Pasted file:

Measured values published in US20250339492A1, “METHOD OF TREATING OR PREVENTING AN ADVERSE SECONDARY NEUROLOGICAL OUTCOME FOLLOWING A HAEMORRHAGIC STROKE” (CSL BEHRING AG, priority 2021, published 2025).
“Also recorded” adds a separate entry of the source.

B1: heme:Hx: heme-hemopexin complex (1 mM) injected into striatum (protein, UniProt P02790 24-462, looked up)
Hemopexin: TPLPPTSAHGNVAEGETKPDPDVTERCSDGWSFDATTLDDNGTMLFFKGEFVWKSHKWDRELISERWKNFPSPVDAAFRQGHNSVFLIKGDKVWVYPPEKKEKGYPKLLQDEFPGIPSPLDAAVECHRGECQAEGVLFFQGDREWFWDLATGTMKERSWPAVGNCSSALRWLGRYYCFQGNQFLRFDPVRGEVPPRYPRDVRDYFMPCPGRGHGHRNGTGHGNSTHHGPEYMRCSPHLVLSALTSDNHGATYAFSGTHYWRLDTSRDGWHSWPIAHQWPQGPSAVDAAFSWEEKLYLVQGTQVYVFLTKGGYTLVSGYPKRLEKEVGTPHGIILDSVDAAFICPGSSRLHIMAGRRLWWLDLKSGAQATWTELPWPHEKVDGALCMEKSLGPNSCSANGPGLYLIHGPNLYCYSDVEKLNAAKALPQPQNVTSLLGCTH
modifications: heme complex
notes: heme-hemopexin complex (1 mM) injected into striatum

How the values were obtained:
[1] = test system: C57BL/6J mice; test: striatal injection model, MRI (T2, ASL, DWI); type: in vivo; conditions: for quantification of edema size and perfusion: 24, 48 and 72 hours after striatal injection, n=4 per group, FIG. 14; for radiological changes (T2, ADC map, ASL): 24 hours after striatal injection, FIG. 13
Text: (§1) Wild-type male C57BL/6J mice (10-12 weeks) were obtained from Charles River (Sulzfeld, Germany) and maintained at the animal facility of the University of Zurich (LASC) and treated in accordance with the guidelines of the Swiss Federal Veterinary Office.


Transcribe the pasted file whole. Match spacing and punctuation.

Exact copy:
Measured values published in US20250339492A1, “METHOD OF TREATING OR PREVENTING AN ADVERSE SECONDARY NEUROLOGICAL OUTCOME FOLLOWING A HAEMORRHAGIC STROKE” (CSL BEHRING AG, priority 2021, published 2025).
“Also recorded” adds a separate entry of the source.

B1: heme:Hx: heme-hemopexin complex (1 mM) injected into striatum (protein, UniProt P02790 24-462, looked up)
Hemopexin: TPLPPTSAHGNVAEGETKPDPDVTERCSDGWSFDATTLDDNGTMLFFKGEFVWKSHKWDRELISERWKNFPSPVDAAFRQGHNSVFLIKGDKVWVYPPEKKEKGYPKLLQDEFPGIPSPLDAAVECHRGECQAEGVLFFQGDREWFWDLATGTMKERSWPAVGNCSSALRWLGRYYCFQGNQFLRFDPVRGEVPPRYPRDVRDYFMPCPGRGHGHRNGTGHGNSTHHGPEYMRCSPHLVLSALTSDNHGATYAFSGTHYWRLDTSRDGWHSWPIAHQWPQGPSAVDAAFSWEEKLYLVQGTQVYVFLTKGGYTLVSGYPKRLEKEVGTPHGIILDSVDAAFICPGSSRLHIMAGRRLWWLDLKSGAQATWTELPWPHEKVDGALCMEKSLGPNSCSANGPGLYLIHGPNLYCYSDVEKLNAAKALPQPQNVTSLLGCTH
modifications: heme complex
notes: heme-hemopexin complex (1 mM) injected into striatum

How the values were obtained:
[1] = test system: C57BL/6J mice; test: striatal injection model, MRI (T2, ASL, DWI); type: in vivo; conditions: for quantification of edema size and perfusion: 24, 48 and 72 hours after striatal injection, n=4 per group, FIG. 14; for radiological changes (T2, ADC map, ASL): 24 hours after striatal injection, FIG. 13
Text: (§1) Wild-type male C57BL/6J mice (10-12 weeks) were obtained from Charles River (Sulzfeld, Germany) and maintained at the animal facility of the University of Zurich (LASC) and treated in accordance with the guidelines of the Swiss Federal Veterinary Office.